Friday, November 04, 2005


Mesfin on Mount of Olives, Lalibela

With everything going on here in Addis, it is difficult to look back on the three lovely days we had in Lalibela, the eighth wonder of the world, 2,600 metres high in the mountains of Wollo Province. It is surrounded by high flat-topped mountains, many over 3,500 metres high, with Abun Josef, over 4,000 metres high. These mountains are cut into by rivers which create very steep valleys, interspersed with high plateaus on which many animals, sheep, goats and cattle are sent to graze. There are also terraces on which wheat, barley and tef as well as peas and broad beans are grown. As far as I can tell, the population, living in villages, is high relative to the fertility and productiveness of the land.

One goes to Lalibela to see the rock hewn churches, of which there are about 11, all built in the 12th century by Saint Lalibela (means honey eater), even though we do not know how they actually did it. Legend has it that angels came down at nighttimes to help with the construction. They were impressive, although maybe slightly smaller and more cramped than we might have expected.

Briefly, we spent much of our time with James and Rachel, who both live in Brighton and were great company. We visited the churches, walked up and down the steep streets of Lalibela, usually surrounded by school children (the elementary school was opposite our hotel) who were always eager for a chat and to ask whether or not we might be able to buy a dictionary for the school or sponsor a leather football for the local team. This was when we were not being invited in to 'have some coffee' by some attractive local girls. It was all good natured stuff. We met up with some other fellow travellers we had seen earlier on the circuit like Chris and Alasdair from UK, Hella from Austria and a couple of lads from the US who spent an evening talking about Haiti, of all places. We missed out on Michael and Roberto as their flights from Axum had been cancelled. This was due ot the fact that Ethiopian Airlines had chartered out some of its planes to a group of elderly and, apparently decrepit Americans who were using their last days on earth to visit ten countries in twenty days, in far off places such as Iceland, Malta, Ethiopia, Kenya and Vietnam. They arrived in Lalibela one morning and were in Nairobi by the evening. Incredible! We drank too much beer, went to a local tej (honey mead) house and were treated to and participated in local music and dancing.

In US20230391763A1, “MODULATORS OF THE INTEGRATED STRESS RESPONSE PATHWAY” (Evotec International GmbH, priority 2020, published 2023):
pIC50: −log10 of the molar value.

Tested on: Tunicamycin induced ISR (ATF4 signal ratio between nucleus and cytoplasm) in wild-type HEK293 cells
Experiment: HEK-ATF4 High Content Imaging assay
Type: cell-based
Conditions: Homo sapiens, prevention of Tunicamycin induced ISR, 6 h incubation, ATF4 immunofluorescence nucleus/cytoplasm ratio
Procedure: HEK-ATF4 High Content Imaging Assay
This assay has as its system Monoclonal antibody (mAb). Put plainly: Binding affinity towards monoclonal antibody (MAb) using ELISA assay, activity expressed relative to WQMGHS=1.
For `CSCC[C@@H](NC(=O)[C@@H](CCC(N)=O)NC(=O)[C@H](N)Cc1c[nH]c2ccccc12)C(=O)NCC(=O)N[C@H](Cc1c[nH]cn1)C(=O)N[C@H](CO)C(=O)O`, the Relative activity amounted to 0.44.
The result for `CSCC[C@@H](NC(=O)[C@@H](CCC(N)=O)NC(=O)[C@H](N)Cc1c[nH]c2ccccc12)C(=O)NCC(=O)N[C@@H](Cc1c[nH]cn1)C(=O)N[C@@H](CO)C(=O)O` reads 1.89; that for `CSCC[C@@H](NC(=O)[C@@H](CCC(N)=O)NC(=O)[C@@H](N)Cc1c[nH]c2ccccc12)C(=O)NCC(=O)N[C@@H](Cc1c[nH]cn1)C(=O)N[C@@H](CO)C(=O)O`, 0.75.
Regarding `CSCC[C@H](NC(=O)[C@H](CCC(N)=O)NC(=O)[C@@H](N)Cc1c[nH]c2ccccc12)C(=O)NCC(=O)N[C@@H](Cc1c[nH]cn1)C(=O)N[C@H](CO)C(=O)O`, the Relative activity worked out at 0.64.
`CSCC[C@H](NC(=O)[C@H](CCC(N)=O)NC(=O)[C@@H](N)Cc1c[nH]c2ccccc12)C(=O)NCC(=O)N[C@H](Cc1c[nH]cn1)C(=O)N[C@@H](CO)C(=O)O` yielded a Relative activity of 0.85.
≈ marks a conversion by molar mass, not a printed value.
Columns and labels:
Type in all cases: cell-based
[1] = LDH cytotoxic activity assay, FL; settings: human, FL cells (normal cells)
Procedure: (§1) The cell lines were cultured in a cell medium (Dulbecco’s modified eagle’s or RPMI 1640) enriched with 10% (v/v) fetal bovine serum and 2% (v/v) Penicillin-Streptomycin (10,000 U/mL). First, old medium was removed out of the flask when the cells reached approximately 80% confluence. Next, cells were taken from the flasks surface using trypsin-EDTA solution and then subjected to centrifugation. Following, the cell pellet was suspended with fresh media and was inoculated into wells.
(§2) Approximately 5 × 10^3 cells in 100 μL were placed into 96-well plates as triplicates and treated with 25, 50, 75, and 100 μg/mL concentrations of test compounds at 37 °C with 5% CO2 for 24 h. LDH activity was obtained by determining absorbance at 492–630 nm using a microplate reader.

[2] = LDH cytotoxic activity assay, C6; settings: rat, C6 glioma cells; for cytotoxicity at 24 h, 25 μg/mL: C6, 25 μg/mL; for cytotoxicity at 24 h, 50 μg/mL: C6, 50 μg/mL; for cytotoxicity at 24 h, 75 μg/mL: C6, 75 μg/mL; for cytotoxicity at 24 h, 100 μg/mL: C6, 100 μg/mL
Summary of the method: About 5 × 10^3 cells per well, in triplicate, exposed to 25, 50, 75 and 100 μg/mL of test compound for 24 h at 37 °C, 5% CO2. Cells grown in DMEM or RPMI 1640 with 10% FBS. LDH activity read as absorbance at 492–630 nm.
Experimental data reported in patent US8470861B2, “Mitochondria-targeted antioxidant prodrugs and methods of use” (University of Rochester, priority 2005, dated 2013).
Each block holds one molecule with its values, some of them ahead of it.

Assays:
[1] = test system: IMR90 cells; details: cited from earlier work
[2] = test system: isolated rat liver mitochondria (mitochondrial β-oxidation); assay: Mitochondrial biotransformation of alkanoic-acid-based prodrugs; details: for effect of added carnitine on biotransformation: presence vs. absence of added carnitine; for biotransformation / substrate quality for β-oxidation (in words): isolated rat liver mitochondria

I went up and down the nearby mountains, on and off a mule for 11 hours to visit a monastery built in a cave (still feeling the stiffness) - but thanks, Mesfin, my guide! The mule was better equipped for taking me up the hlls than down, so I would get off to walk down the hills. This probably meant that during the day, I must have descended at least 2,000 metres, a s we went up and down some very high slopes on the 42 km trek and this put qute a strain on my poor old knees, who were suffering anyway by having to clasp onto the side of the mule! Beautiful countryside, filled with many birds. At times it seemed a bit like a place I know well inthe Lake District (Butterwick) and, strangely enough, I even saw the wheatears, meadow larks and shrikes which one sees up there! Also saw a very large crow with a red beak and white wings... looking forward to identifying this one when I get back. Also saw another beautiful Lammergeier.

It must be said that Lalibela seemed to be the poorest place we have been to in Ethiopia, many cripples, beggars, undersized (so presumably under-nourished) people, many dressed in dirty rags. The mountain slopes were intensively farmed and it was the harvest season, but there were lots and lots of people to be fed. And again, so many children going to and from school (which is organised into three shifts). Where does one find jobs for 20 million Ethiopians is a question we often ask ourselves.

Still, we will look back on Lalibela as an interesting, beautiful place where we had good fun with James and Rachel.

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